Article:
(f) After 2-3 days extract collected in earthen pots from the tap placed in the bottom of pot is called as Vermiwash. (g) Extract diluted in the water (1:5) can be used as foliar spray. Organizations involved in Biodynamic farming in India 1. College of Agriculture, Indore and IIT Delhi. 2. Symphony Agronics and Dairy Ltd. Indore. 3. Maikaal BioRe Ltd. Khargone, MP. 4. Ambootia Tea Estate, Darjeeling. 5. Nandanvan Estate, Kodaikanal. 6. Supa Biotech Pvt. Ltd., Nanital. 7. Jeeva Vidya Foundation, Bijnoor. 8. Department of Soil Science and organic Chemistry, CSA Kanpur. 9. Organic farm, Alwar, Rajasthan. 10. CISH Lucknow. UP. (Authored by Atul Batra, Botanic Garden, CSIRNational Botanical Research Institute, Rana Pratap Marg, Lucknow)


AgriTech India May 2012


Freeze paddy support – G Chandrashekhar


here is no case at all for raising the minimum support price (MSP) of paddy by around 16 per cent for the new 2012-13 crop year, as demanded by the Agriculture Ministry. Krishi Bhawan has apparently mooted an MSP of Rs 1,250 and Rs 1,280 a quintal for the ‘common’ and ‘grade A’ paddy varieties that are due for transplanting with the arrival of the south-west monsoon. This is as against their corresponding rates of Rs 1,080 and Rs 1,110 fixed last year. The proposed hikes have little justification when rice stocks in public godowns, at over 32 million tonnes (mt) as on June 1, are more than two-and-a-half times the normative buffer and strategic reserve requirements. If to this, another 50 mt of wheat is added, we have a situation where government godowns are overflowing with these two fine cereals. The appropriate policy response for that would be to freeze their MSPs, rather than even debate over how much to increase them this time. The Agriculture Ministry can, of course, defend a sharp MSP increase by citing higher cultivation costs, especially on account of labour and non-urea fertilisers, experienced by paddy growers. Moreover, there is also a need to incentivise farmers in Eastern India, where yields are currently low, but can go up substantially because of the higher rainfall and groundwater aquifer levels in this region. Neither of these arguments, however, really makes a case for hiking MSPs. The right answer to higher cultivation costs would be to raise paddy yields and shift production to States having the maximum potential for that. Higher MSPs mean little to farmers in Bihar, West Bengal or Assam; their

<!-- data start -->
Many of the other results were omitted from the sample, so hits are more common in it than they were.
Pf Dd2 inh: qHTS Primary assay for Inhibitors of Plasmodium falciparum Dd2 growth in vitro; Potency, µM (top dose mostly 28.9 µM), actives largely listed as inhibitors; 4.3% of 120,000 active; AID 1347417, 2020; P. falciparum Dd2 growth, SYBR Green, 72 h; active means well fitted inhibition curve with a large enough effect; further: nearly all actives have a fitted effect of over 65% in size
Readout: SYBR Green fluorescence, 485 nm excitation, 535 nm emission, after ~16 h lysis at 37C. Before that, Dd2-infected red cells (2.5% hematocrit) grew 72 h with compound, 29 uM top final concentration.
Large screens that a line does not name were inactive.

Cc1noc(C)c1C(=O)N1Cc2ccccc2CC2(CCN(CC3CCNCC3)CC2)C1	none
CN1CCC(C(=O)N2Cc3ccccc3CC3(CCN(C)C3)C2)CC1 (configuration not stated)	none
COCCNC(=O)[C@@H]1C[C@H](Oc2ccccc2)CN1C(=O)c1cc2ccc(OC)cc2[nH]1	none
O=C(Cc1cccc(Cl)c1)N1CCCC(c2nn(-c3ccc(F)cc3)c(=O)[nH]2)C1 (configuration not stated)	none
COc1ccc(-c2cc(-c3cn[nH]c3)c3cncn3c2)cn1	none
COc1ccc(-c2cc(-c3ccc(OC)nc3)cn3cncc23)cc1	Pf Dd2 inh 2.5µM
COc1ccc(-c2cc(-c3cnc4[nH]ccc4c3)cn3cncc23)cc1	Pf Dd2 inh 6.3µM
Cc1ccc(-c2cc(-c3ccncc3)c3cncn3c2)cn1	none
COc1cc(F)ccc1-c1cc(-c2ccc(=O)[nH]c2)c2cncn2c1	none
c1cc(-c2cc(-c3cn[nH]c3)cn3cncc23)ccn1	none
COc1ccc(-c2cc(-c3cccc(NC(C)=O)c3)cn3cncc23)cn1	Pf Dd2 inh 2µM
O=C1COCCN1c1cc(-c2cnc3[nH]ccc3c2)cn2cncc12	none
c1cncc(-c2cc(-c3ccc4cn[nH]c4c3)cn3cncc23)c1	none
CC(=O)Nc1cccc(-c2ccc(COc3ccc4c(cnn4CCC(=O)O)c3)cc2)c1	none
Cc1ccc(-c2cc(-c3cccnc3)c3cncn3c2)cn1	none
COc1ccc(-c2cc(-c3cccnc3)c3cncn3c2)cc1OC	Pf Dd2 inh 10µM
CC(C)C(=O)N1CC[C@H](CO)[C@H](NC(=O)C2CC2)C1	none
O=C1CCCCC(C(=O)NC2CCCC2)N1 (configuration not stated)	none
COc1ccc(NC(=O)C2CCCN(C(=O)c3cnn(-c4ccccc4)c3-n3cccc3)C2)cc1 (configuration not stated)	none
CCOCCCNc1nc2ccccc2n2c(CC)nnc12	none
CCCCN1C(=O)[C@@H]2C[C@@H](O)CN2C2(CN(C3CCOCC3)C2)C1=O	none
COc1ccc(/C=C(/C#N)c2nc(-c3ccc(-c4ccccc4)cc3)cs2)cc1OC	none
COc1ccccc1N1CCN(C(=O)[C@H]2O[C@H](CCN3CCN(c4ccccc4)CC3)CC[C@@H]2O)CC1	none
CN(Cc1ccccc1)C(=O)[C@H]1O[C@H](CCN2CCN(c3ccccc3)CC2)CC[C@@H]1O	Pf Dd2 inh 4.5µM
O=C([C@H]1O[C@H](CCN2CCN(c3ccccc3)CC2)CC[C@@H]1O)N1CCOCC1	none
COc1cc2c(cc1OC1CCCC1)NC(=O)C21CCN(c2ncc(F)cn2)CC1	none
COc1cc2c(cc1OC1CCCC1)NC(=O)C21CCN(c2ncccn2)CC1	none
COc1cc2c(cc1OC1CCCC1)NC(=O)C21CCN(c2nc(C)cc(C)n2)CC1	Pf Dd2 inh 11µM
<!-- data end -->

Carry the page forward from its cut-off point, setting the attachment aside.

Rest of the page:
interests are far better served if the Government actually procures even at the existing rates, besides ensuring timely availability of fertilisers, credit, seed and extension support. Increasing MSPs instead will mainly benefit farmers in Punjab and Haryana, who ought to be discouraged from growing water-guzzling non-basmati paddy in the first place.